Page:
We have geonames mirrored in Unlock too – only point data, but global coverage – and are working on adding OpenStreetmap (probably just for Europe) to the cross-search. But I wonder, quite hard, how much we would gain from improving and adding to the MapIt codebase instead of persevering with our own gazetteer API code.

    A future focus for Unlock Places (from the New Year on) is adding historic place-names to the gazetteer, so we can do historic place-name text mining with Unlock Text – incorporating the data coming out of the CHALICE project – as this is a common request for researchers, and not something that’s currently being done commercially.

    The Unlock Text service remains a bit more novel. This does text mining across documents (plain text, HTML or XML metadata), extracts likely placenames and uses the gazetteer search to pick the most likely locations. The text miner looks for other entities too – personal and organisational names, references to dates – but we only expose the placename part over our the web API.


    Linking Placename Authorities

    April 9th, 2010


    Putting together a proposal for JISC call 02/10 based on a suggestion from Paul Ell at CDDA in Belfast. Why post it here? I think there’s value in working on these things in a more public way, and I’d like to know who else would find the work useful.

    Summary

    Generating a gazetteer of historic UK placenames, linked to documents and authority files in Linked Data form. Both working with existing placename authority files, and generating new authority files by extracting geographic names from text documents. Using the Edinburgh Geoparser to “georesolve” placenames and link them to widely-used geographic entities on the Linked Data web.

    Background

    GeoDigRef was a JISC project to extract references to people and places from several very large digitised collections, to make them easier to search. The Edinburgh Geoparser was adapted to extract place references from large collections.

    One roadblock in this and other projects has been the lack of open historic placename gazetteer for the UK.

    Placenames in authority files, and placenames text-mined from documents, can be turned into geographic links that connect items in collections with each other and with the Linked Data web; a historic gazetteer for the UK can be built as a byproduct.

    Proposal

    Firstly, working with placename authority files from existing collections, starting with the existing digitised volumes from the English Place Name Survey as a basis.

    Where place names are found, they can be linked to the corresponding Linked Data entity in geonames.org, the motherlode of place name links on the Linked Data web, using the georesolver component of the Edinburgh Geoparser.

    Secondly, using the geoparser to extract placename references from documents and using those placenames to seed an authority file, which can then be resolved in the same way.

    An open source web-based tool will help users link places to one another, remove false positives found by the geoparser, and publish the results as RDF using an open data license.

    Historic names will be imported back into the Unlock place search service.

    Context

    This will leave behind a toolset for others to use, as well as creating new reference data.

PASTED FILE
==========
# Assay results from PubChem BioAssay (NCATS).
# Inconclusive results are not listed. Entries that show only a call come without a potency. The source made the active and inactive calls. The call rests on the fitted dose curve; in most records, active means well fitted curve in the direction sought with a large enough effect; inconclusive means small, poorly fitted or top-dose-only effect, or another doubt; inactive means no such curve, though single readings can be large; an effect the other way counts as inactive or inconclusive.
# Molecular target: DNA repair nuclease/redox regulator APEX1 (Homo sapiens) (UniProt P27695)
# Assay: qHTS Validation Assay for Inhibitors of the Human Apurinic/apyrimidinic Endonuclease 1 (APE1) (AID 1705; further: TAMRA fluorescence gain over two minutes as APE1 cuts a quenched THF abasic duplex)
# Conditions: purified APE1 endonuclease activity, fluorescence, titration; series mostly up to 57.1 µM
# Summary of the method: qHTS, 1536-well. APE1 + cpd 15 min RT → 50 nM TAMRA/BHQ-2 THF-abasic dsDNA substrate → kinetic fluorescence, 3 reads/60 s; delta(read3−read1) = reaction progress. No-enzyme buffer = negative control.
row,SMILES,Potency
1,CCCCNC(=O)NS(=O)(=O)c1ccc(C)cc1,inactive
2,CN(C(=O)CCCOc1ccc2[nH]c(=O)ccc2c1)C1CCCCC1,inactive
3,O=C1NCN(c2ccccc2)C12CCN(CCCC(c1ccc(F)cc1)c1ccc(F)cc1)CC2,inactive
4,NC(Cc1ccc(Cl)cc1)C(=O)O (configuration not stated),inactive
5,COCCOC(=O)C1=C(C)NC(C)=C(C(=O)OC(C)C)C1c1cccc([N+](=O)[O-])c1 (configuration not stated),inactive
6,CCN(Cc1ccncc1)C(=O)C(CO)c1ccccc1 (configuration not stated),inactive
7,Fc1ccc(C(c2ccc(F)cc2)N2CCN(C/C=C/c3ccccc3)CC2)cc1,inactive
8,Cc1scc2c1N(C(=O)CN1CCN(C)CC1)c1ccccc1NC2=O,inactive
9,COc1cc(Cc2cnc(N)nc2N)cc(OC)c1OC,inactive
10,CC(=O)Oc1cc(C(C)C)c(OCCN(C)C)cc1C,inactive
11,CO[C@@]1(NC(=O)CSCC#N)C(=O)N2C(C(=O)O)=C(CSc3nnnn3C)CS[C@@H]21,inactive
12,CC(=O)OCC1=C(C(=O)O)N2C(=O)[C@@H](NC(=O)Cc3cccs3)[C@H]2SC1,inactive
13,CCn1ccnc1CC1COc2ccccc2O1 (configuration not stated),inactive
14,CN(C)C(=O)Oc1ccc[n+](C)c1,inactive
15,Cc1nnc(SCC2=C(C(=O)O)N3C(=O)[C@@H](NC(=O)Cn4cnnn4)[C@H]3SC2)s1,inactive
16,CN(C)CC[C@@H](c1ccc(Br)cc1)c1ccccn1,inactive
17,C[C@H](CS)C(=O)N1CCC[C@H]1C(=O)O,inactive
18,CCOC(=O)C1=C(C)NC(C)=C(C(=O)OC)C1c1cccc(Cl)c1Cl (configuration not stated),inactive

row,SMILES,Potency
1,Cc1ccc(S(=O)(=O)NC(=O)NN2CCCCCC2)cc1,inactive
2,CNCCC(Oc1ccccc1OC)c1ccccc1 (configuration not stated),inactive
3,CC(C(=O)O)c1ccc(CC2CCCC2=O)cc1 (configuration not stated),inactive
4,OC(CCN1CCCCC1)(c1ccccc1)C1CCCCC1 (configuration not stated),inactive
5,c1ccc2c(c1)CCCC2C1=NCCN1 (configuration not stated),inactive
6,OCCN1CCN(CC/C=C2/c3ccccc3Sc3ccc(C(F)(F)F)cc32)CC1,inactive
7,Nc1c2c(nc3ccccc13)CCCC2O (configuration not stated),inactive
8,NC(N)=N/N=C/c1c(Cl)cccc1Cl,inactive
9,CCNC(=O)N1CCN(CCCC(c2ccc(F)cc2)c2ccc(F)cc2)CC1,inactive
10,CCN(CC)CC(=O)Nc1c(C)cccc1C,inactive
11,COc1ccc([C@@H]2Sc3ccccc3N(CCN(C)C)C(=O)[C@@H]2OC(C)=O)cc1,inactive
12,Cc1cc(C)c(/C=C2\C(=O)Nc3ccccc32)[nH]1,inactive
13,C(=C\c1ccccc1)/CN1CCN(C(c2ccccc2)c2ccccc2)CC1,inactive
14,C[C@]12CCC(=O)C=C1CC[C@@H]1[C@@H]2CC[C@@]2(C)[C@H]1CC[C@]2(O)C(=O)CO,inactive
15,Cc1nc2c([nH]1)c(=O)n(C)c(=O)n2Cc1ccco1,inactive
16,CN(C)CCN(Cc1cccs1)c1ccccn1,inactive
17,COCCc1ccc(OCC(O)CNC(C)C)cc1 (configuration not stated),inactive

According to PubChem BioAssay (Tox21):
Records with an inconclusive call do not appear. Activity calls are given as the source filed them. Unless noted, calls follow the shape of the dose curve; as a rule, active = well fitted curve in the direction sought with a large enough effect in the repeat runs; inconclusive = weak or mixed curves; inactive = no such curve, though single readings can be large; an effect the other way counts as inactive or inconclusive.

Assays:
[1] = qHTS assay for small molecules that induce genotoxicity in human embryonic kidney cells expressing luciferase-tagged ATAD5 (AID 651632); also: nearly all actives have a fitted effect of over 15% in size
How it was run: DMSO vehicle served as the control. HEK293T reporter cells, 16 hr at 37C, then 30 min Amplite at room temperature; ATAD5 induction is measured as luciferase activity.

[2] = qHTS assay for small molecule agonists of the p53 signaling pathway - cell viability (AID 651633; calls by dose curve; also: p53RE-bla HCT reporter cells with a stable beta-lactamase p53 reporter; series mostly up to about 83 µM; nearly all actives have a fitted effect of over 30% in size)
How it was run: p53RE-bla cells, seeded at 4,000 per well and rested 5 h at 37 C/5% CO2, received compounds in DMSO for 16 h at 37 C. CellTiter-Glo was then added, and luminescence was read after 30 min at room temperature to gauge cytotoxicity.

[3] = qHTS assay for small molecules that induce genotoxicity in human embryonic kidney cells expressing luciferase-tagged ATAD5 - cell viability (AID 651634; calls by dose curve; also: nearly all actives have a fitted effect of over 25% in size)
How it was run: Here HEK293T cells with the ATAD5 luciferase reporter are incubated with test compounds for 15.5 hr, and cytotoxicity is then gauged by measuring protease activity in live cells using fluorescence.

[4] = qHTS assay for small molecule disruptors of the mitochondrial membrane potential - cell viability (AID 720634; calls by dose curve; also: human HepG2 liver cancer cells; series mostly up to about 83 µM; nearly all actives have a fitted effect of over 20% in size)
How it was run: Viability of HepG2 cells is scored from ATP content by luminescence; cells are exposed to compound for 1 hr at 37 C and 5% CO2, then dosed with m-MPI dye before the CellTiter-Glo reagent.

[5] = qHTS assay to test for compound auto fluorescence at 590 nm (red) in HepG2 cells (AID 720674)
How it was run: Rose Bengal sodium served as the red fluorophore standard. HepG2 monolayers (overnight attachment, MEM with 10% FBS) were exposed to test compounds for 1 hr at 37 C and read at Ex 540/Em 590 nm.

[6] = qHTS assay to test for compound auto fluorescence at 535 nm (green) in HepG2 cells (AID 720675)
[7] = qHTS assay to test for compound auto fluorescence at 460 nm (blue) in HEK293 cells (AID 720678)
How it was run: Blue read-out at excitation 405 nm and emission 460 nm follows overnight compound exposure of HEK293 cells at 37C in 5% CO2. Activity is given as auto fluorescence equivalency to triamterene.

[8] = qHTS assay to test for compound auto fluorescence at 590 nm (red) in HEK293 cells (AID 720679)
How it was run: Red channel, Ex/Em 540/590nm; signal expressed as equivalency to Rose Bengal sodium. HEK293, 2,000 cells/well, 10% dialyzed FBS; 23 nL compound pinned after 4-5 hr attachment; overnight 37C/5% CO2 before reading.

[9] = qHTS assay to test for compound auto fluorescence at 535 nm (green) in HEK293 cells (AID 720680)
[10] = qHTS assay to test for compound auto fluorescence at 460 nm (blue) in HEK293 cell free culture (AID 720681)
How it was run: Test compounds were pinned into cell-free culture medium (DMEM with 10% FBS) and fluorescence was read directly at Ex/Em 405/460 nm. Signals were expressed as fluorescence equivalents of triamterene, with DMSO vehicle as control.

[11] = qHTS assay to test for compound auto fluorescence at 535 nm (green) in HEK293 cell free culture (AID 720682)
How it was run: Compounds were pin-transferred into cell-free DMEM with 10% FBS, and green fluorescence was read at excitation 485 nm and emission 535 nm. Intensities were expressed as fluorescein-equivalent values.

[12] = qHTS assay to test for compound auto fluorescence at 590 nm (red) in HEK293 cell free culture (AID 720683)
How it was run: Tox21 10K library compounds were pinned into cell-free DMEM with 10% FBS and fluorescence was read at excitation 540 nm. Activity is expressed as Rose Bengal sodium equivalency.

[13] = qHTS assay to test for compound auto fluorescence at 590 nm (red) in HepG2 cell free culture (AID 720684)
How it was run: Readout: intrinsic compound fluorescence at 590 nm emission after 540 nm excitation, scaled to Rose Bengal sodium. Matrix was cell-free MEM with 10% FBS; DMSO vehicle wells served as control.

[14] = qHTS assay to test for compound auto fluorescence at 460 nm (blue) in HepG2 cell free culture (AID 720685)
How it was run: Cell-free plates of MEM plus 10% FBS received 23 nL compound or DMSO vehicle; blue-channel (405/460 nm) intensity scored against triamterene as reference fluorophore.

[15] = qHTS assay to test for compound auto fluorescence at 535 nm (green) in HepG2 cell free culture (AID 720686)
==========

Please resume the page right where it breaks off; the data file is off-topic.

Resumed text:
Building on work done at the Open Knowledge Foundation to convert MARC/MADS bibliographic resources to RDF and add geographic links.

    Making re-use of existing digitised resources from CDDA to help make them discoverable, provide a path in to researchers.

    Geonames.org has some historic coverage, but it is hit and miss (E.g. “London” has “Londinium” as an alternate name, but at the contemporary location). The new OS OpenData sources are all contemporary.

    Once a placename is found in a text, it may not be found in a gazetteer. The more places correctly located, the higher the likelihood that other places mentioned in a document will also be correctly located. More historic coverage means better georeferencing for more archival collections.


    Work in progress with OS Open Data

    April 2nd, 2010

    The April 1st release of many Ordnance Survey datasets as open data is great news for us at Unlock. As hoped for, Boundary-Line (administrative boundaries), the 50K gazetteer of placenames and a modified version of Code-Point (postal locations) are now open data.

    Boundary Line of Edinburgh shown on Google earth. Contains Ordnance Survey data © Crown copyright and database right 2010

    We’ll be putting these datasets into the open access part of Unlock Places, our place search service, and opening up Unlock Geocodes based on Code-Point Open. However, this is going to take a week or two, because we’re also adding some new features to Unlock’s search and results.

    Currently, registered academic users are able to:

    • Grab shapes and bounding boxes in KML or GeoJSON – no need for GIS software, re-use in web applications
    • Search by bounding box and feature type as well as place name
    • See properties of shapes (area, perimeter, central point) useful for statistics visualisation

    And in soon we’ll be publishing these new features currently in testing:

    • Relationships between places – cities, counties and regions containing found places – in the default results
    • Re-project points and shapes into different coordinate reference systems

    These have been added so we can finally plug the Unlock Places search into EDINA’s Digimap service.